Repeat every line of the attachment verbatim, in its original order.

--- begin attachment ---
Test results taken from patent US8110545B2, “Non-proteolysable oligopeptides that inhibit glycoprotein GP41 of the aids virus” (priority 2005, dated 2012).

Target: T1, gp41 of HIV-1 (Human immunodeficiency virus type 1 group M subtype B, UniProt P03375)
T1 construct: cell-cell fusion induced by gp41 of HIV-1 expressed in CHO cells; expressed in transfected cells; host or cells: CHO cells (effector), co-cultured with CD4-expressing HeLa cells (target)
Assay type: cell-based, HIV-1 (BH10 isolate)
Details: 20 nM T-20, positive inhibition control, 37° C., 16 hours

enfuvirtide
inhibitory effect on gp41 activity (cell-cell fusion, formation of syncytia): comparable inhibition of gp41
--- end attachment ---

Test results taken from patent US8110545B2, “Non-proteolysable oligopeptides that inhibit glycoprotein GP41 of the aids virus” (priority 2005, dated 2012).

Target: T1, gp41 of HIV-1 (Human immunodeficiency virus type 1 group M subtype B, UniProt P03375)
T1 construct: cell-cell fusion induced by gp41 of HIV-1 expressed in CHO cells; expressed in transfected cells; host or cells: CHO cells (effector), co-cultured with CD4-expressing HeLa cells (target)
Assay type: cell-based, HIV-1 (BH10 isolate)
Details: 20 nM T-20, positive inhibition control, 37° C., 16 hours

enfuvirtide
inhibitory effect on gp41 activity (cell-cell fusion, formation of syncytia): comparable inhibition of gp41